Results: Our search yielded 3581 articles of which 23 were included, with a total of 25,420 patients. The pooled prevalence of UIA was 5% (95% confidence interval [CI] = 4–6%) with stratified results showing 6% (95% CI = 4–9%), 6% (95% CI = 5–7%), and 4% (95% CI = 2–5%) in North America, Asia, and Europe, respectively. Significant risk factors were large vessel occlusion (odds ratios [OR] = 1.22, 95% CI = 1.01–1.47) and hypertension (OR = 1.45, 95% CI = 1.24–1.69), while protective factors were male sex (OR = 0.60, 95% CI = 0.53–0.68) and diabetes (OR = 0.82, 95% CI = 0.72–0.95).
Conclusion: The prevalence of UIA is notably higher in ischemic stroke patients than the general population. Physicians should be aware of common risk factors in stroke and aneurysm formation for appropriate prevention.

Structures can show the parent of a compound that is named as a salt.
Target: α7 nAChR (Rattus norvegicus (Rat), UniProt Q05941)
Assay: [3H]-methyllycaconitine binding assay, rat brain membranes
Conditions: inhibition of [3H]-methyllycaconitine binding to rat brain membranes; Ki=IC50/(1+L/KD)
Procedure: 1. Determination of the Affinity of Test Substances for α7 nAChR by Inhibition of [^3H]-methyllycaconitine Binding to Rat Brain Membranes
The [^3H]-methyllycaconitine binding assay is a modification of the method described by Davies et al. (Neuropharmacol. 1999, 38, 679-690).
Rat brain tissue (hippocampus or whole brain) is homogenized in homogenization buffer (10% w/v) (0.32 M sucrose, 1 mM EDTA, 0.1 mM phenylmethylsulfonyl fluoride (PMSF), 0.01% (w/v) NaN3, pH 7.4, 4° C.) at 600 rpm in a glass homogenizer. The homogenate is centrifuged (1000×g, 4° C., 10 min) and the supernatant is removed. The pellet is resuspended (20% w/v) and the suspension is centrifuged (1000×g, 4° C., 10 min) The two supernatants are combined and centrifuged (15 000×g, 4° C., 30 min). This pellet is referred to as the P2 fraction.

Keywords: Computed tomography angiography, Ischemic stroke, Magnetic resonance angiography, Prevalence, Adults, Unruptured intracranial aneurysm
Unruptured intracranial aneurysms (UIAs) have an estimated global prevalence of 2.8% in the adult population.[
Many epidemiological studies and reviews have pointed to the presence of UIA among patients with ischemic stroke;[
This systematic review and meta-analysis was performed in accordance with the Preferred Reporting Items for Systematic Reviews and Meta-Analyses guidelines.[